You would think with the slew of women empowerment and #metoo being so strongly relevant today that as women, we would be kinder to each other. And while that’s usually the case with those I interact with, women raising each other up, from time to time we will all still come across that “mean girl.”
From a another girl trolling your social media account with negative comments to someone giving you the side eye while you’re standing in line at your local Starbucks; opinions, assumptions, body language and resting bitch face always seem to rear it’s ugly head doesn’t it? Yet while the by-chance interactions can be easily brushed off, what do you do when you’ve encountered the mean girl at work?
Work, you know the place where you spend 40+ hours a week at dedicating your career to and more time than with friends and family. In my last two roles I have managed 300+ women, reported to women, had female peers, won with women, competed against women and ultimately have risen with women. Safe to say, I’ve handled a mean girl once or twice before.
I like people. I would consider myself a people person. When leading a team I have one rule and one rule only, be nice or get out. When on a team, intentional kindness is one of my contributions. I’m either the person that’s speaking up and others are saying “thank god”! because they were thinking the same thing or I’m the one speaking up that causes a disturbance amongst the topic and others are saying “shut up already!” Either way, speaking up doesn’t always make you friends. It’s about respecting everyone’s opinion and validating ideas and concerns, even when you disagree.
Kill with Kindness, Always Always Always
When someone blasts out at you or treats you poorly, their behavior says more about them than it does about you. I once had another woman try to call me out on assumptions she had in a large team meeting. I thanked her for her feedback and smiled at her with heavy eye contact during the rest of the meeting. As I mulled over responses to her in what would be a private setting, I ultimately decided that her attempt to bully and embarrass did not warrant my response. There are certain behaviors that don’t deserve your response. But they deserve your smile.
We all have a tendency to take things the wrong way from time to time. Be kind about them and do not assume the worse. Let someone know that first and foremost you care about the working relationship and when they see that you are coming from a sound place you can physically see the guard go down.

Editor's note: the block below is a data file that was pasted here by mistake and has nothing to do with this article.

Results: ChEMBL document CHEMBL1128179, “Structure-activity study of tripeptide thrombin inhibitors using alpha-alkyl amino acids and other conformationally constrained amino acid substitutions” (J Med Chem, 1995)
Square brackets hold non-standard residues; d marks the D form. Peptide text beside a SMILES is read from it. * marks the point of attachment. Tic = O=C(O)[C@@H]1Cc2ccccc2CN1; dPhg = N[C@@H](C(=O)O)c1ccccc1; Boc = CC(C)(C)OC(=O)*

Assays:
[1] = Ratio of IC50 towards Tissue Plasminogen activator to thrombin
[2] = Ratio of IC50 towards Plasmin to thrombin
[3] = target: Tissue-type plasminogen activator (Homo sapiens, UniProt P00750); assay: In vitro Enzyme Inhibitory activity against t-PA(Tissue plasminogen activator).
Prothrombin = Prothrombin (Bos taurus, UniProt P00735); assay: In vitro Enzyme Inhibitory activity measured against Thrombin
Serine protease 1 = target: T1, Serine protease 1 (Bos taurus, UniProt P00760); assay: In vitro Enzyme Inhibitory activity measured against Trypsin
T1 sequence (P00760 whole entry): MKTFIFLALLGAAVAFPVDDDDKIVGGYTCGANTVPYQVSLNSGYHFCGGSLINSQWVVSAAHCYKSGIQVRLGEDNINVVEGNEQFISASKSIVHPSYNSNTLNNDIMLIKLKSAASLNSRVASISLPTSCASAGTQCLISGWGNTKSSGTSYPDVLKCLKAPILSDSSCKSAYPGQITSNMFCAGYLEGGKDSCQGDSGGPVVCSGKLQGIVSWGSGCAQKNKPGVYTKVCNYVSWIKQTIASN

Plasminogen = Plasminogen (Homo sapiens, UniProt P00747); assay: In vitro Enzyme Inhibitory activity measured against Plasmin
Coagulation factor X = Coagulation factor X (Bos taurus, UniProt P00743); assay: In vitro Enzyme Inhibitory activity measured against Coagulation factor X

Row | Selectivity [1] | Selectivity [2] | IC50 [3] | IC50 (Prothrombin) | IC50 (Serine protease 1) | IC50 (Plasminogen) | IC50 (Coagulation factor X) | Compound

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Build a Relationship, 1 x 1
Break down whatever walls may be up. Perhaps she’s intimidated or insecure. Perhaps she just hasn’t taken the time to get to know you. In one of my former roles, I had a senior supervisor who clearly didn’t care for me. I didn’t see her often to have daily interactions with her and it felt impossible to get to know her. I finally found a core connection we had and asked her advice. From there she could see that I was in a position she had been in when she was in the stage of my career. She was now able to see beyond me in my role and me as a person. The busier the person, the harder this is to do. You simply don’t see executives standing on the water cooler but asking for 10 minutes to grab a coffee may go along way.
Take a Partner When Necessary
Sometimes, you can’t take the conversation 1 x 1. Sometimes you’re dealing with a highly emotional person that can’t be rational or you fear the attention given to the situation will make it implode even bigger. When it’s out of your league, take the appropriate partner. An HR member, supervisor or other neutral but appropriate peer. Getting a second opinion can always go a long way as well.
Do Not Stand for Being Bullied or Discrimination
Keep in mind the same rules of the playground apply. Hurt people, hurt people. However, what happens when those behaviors go to the extreme? Unfortunately, the bullies don’t stop in grade school. Stick to your core values and stand for what you believe in. No one can make you feel small without your permission.
Discrimination of any kind is wrong, and usually illegal. If it feels wrong, it usually is especially when it comes to age, race or gender. Talk to someone if you are experiencing discrimination in the work place.
Have you encountered a mean girl at work? How did you handle? Comment below, tag me in or send me your story. Let’s break down these problems and lift each other up!
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What do you think?